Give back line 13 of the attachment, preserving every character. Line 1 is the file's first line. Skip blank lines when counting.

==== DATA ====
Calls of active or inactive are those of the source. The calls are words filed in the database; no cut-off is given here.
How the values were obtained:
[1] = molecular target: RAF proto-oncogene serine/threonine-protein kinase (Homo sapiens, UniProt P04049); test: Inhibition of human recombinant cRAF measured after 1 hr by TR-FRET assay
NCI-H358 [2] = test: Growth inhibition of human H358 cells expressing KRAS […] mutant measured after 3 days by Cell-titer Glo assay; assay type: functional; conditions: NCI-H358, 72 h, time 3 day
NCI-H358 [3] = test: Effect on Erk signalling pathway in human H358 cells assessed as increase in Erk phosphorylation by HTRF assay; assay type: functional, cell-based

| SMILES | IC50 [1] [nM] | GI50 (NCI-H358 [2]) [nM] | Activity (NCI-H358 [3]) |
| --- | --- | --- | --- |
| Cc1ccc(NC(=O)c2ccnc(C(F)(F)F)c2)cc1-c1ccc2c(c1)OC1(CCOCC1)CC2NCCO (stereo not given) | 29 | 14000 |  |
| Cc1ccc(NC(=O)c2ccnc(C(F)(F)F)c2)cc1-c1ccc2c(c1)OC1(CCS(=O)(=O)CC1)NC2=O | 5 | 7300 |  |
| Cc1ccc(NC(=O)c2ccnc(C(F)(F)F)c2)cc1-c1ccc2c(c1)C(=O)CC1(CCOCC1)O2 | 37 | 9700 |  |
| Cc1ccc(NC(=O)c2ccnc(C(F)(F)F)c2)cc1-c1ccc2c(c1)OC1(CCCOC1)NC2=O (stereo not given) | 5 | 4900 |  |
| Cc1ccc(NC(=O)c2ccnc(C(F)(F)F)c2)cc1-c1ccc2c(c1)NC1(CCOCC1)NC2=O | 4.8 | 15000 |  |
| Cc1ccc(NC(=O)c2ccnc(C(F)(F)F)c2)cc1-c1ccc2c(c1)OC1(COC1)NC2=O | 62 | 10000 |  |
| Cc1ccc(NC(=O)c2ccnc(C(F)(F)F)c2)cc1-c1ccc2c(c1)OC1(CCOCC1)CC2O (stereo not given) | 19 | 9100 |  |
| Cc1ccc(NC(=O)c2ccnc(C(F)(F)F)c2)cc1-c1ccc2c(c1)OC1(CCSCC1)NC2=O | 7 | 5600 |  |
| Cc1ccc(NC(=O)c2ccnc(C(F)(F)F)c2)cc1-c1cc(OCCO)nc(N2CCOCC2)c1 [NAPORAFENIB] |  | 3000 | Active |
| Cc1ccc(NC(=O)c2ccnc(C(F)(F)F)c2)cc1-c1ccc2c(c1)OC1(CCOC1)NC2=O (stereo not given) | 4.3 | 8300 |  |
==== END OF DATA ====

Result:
| Cc1ccc(NC(=O)c2ccnc(C(F)(F)F)c2)cc1-c1ccc2c(c1)OC1(COC1)NC2=O | 62 | 10000 |  |